Emily LakdawallaJul 23, 2008

How are we coming on Phoenix mission success?

So we're approaching the two-thirds mark on the mission, and some of you readers out there are getting a little antsy about what Phoenix has accomplished to date. The issues with TEGA have certainly slowed down the plans to examine soil samples. But TEGA's not the only instrument on the mission, and things are really going very well. Let's look at the Phoenix mission success criteria and see how the mission is doing. You can read the mission success criteria and other pre-landing plans for the mission in the thrilling document "Mission Design Overview for the Phoenix Mars Scout Mission" (thanks to James Canvin for the link).

Firstly, let's consider the minimum mission success criteria. Phoenix has successfully completed all of these.

  • Land successfully on the surface of Mars and achieve a power safe state.
  • Acquire a partial 120° monochromatic panorama of the landing site.
  • Provide samples of the surface soil as well as samples from one depth beneath the surface to either TEGA or MECA wet chemistry.
    • If TEGA, analyze at least 2 soil samples to create a profile of H2O (in the form of hydrated minerals, adsorbed water, or possibly ice at the deepest level) and mineral abundances near the surface. It shall also analyze an atmospheric sample in its mass spectrometer.
    • If MECA, analyze the wet chemistry of 2 soil samples.
  • Document all non-atmospheric samples and their collection locations with images.
  • Land successfully on the surface of Mars and achieve a power safe state.
  • Acquire a true color (RGB), 360° panorama of the landing site.
  • Obtain calibrated optical spectra of at least 3 locations that include both rocks and soil.
  • Provide temperature and pressure measurements throughout landed surface operations at a frequency that determines key atmospheric properties.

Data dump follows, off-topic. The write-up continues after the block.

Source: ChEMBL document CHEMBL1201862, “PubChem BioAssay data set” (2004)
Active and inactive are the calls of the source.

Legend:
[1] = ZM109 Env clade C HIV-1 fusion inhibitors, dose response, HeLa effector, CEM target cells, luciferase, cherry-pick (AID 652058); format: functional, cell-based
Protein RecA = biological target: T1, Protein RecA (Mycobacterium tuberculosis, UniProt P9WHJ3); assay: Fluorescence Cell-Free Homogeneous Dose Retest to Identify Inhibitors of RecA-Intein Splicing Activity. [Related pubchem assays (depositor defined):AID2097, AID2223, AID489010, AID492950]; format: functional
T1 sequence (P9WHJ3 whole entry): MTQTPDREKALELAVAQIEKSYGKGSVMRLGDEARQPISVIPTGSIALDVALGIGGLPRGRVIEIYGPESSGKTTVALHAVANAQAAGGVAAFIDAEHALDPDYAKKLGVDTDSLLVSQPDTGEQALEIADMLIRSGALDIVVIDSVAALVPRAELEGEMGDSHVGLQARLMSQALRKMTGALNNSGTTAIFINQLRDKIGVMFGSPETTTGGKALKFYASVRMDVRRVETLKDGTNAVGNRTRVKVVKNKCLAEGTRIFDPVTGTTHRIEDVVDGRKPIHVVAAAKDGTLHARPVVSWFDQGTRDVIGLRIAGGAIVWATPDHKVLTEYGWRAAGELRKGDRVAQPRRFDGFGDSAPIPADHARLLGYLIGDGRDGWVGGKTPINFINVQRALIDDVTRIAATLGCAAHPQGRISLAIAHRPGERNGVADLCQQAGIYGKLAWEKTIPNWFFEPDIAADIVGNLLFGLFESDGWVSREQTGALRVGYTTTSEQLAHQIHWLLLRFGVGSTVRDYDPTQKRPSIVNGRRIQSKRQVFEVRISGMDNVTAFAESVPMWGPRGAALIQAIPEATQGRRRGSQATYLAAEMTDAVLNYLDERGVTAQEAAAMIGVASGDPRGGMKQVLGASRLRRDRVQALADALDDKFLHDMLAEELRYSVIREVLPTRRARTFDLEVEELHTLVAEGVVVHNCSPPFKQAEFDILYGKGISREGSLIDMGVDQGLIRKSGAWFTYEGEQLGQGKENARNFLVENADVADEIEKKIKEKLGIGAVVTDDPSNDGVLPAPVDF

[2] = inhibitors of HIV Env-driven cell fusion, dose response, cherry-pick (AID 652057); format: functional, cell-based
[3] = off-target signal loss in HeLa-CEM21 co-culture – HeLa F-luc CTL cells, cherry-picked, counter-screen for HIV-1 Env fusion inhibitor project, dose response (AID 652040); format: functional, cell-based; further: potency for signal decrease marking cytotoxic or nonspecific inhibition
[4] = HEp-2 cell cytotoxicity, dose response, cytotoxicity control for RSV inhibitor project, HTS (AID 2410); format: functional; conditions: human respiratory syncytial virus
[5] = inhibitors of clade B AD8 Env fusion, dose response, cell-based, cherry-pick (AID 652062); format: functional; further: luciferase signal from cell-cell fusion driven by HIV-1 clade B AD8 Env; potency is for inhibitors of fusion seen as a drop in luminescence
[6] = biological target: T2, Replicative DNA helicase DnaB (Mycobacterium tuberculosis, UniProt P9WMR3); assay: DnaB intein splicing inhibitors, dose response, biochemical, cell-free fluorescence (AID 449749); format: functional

• Provide samples of the surface soil, and samples from two depths beneath the surface, to both TEGA and MECA.
  • Use TEGA to analyze at least 3 soil samples to create a profile of H2O (in the form of hydrated minerals, adsorbed water, or possibly ice at the deepest level) and mineral abundances near the surface. It shall also analyze an atmospheric sample in its mass spectrometer.
  • Use MECA to analyze the wet chemistry of at least 3 soil samples. It shall also analyze 3 additional samples in its microscopy station.
  • Document all 9 non-atmospheric samples and their collection locations (before and after sampling) with images.

I'd venture a guess, though, that although NASA would be able to call Phoenix a success if that's all it completed, the scientists wouldn't be satisfied. I'm sure that in their hearts, the science team wants more: four wet chemistry lab analyses, eight TEGA samples, successful operation of the Atomic Force Microscope, and a life a lot longer than 90 sols, just to name a few. The mission success criteria also don't take into account the extensive campaign of coordinated observations they're doing with Mars Reconnaissance Orbiter. Nor do they even mention the TECP probe on the robotic arm. Nor do they include the ongoing observations of atmospheric properties and high-resolution targeted shots of various spots in the landscape with the mast-mounted camera, which are very effectively making use of lander resources that are not being taken up by the laborious process of acquiring an ice-rich soil sample for TEGA. So Phoenix has already done a lot more than its "mission success" criteria include -- yet it's also done less, where TEGA and MECA are concerned.

I do still plan to have a more detailed sol-by-sol update on Phoenix, but probably won't have it ready until at least tomorrow, so stay tuned.

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- CEO Bill Nye

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